The ACA requires marketplace plans to cover at least one drug in each drug class and to count out-of-pocket drug expenses toward a beneficiary’s deductible. By expanding Medicaid eligibility as well as broadening the Medicaid Drug Rebate Program, the ACA gave more low-income Americans access to brand-name and generic drugs and lowered the costs for taxpayers.

In addition to banning insurers from basing coverage on people’s medical histories, the law ended annual or lifetime caps on benefits imposed by insurers, and it also placed limits on annual out-of-pocket spending. It prevents insurers from charging women more and restricts premiums for older adults to no more than three times those of young adults.

Implications for Healthcare Marketers

There is now much greater confidence among the general public that the Government can provide for the health of citizens. According to The Harris Poll, 54% of Americans view the healthcare industry more positively after COVID-19, and 71% believe healthcare had a good response to the pandemic.

Right now, the healthcare industry has a unique opportunity to ride the waves of public good faith. With the affirmation of the Affordable Health Care Act as the ongoing “law of the land”, healthcare marketers should confidently devise marketing plans that inform the general public of the ACA’s panoply of coverages, encourage those with coverage to seek preventive care, and convince those eligible (but without coverage) to enroll.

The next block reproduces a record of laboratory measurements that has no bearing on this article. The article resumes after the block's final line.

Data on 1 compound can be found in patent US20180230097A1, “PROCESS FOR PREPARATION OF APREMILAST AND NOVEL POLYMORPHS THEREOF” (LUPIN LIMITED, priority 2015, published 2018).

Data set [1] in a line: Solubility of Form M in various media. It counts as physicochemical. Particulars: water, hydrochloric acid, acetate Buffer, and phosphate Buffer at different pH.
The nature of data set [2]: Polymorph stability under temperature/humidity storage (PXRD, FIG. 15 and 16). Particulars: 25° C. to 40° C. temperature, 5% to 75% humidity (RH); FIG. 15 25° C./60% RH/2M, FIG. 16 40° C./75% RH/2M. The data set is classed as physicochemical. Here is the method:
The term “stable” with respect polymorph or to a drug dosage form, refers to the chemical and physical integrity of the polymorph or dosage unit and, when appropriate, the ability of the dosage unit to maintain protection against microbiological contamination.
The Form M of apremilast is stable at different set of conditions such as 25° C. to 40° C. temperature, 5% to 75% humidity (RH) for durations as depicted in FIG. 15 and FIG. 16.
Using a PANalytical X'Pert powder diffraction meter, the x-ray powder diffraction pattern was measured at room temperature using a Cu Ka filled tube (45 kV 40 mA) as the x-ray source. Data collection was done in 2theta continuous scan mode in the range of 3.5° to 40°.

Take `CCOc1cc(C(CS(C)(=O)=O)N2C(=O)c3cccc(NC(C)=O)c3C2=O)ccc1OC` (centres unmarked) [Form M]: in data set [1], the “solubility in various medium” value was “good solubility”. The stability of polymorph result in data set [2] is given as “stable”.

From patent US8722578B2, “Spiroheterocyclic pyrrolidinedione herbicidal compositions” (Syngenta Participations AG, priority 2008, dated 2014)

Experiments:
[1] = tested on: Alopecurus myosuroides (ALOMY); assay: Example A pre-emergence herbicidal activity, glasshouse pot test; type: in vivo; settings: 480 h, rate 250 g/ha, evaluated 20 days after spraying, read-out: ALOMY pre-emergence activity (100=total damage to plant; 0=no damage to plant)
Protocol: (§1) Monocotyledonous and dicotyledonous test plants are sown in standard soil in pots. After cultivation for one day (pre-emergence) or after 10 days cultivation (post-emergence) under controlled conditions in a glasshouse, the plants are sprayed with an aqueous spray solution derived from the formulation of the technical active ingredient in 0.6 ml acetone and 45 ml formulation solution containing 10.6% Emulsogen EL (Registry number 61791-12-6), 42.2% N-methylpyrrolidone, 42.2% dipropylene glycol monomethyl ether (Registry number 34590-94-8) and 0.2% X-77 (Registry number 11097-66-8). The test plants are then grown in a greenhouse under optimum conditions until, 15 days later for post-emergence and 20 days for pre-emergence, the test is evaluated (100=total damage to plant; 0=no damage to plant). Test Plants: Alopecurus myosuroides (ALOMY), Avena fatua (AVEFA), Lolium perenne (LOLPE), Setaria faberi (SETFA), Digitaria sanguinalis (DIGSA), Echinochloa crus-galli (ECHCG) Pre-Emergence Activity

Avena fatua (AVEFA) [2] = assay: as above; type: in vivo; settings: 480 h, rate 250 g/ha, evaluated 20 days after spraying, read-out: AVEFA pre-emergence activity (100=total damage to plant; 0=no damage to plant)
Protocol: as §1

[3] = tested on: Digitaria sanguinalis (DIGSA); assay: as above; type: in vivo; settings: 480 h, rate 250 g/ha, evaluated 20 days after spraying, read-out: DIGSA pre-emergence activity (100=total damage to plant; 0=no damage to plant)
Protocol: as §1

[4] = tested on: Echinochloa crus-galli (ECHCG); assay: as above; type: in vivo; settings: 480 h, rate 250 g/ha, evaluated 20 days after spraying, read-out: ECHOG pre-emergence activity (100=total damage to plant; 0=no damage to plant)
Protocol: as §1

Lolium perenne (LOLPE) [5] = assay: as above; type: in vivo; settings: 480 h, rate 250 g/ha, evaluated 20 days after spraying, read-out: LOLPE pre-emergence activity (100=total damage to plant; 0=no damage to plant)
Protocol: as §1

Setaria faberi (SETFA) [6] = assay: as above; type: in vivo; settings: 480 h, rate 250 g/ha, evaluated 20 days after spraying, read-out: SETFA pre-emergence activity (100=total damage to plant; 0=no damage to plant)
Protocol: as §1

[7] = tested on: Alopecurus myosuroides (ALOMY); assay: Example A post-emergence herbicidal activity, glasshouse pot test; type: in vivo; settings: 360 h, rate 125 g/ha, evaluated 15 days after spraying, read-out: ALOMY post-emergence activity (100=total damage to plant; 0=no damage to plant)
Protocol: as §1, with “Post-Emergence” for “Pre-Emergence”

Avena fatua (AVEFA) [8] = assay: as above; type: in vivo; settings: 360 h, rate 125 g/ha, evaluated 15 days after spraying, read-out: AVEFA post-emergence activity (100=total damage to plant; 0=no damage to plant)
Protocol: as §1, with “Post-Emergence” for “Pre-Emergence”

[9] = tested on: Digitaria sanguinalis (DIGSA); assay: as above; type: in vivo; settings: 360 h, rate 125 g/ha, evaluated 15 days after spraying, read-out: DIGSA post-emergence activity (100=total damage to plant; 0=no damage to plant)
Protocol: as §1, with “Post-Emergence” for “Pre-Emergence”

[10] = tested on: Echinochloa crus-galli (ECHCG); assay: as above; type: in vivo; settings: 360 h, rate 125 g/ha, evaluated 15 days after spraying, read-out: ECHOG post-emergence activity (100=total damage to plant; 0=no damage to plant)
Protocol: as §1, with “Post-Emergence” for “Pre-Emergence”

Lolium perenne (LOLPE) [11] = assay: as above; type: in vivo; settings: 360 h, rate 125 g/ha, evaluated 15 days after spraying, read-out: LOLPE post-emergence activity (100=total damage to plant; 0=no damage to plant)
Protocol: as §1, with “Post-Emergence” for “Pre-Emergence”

Now is also the time to capitalize on the goodwill your organization has achieved with the COVID vaccine rollout. Craft campaigns that promote vaccinations of all types and combat stubborn health issues such as obesity, high blood pressure, and diabetes. Maternity care, well-woman visits including mammograms, and screenings for cervical cancer are covered services that are essential and basic health services for your patients. Mental healthcare and substance abuse services have tremendous impact on both those affected as well as the community as a whole.

Marketers should devise marketing plans and strategies around the ACA coverages that are aligned with their organization’s Community Benefit goals. As most ACA enrollees are from the populace of economically disadvantaged, strategies can address goals of diversity, equity and inclusion. Here is an opportunity to tackle your community’s health and social inequalities, to improve your outreach processes, and fine-tune your consumer messaging and education.

Do Good.

Keep in mind that a recent Harris Poll found that Americans view their own healthcare provider as their second most important source of healthcare advice, following the Centers for Disease Control and Prevention.

We are fortunate to be employed as professionals working to improve the welfare of others. Perhaps that’s what caused you to choose this particular and exciting field of marketing. You have a unique opportunity to influence the future of the ACA and perhaps, save lives. Your current and future patients want to hear from you, a trusted source of information.

james shulkin noiseAt NOISE, we bring more than 60 years of healthcare expertise to your benefit  — from both sides of the strategic and branding desk. Interested? Email Chief Brand Officer of Healthcare James Shulkin here or talk to the real deal at 239.395.9555 (x9).

James is a regular contributor to communications created by the Wisconsin Healthcare Public Relations & Marketing Society.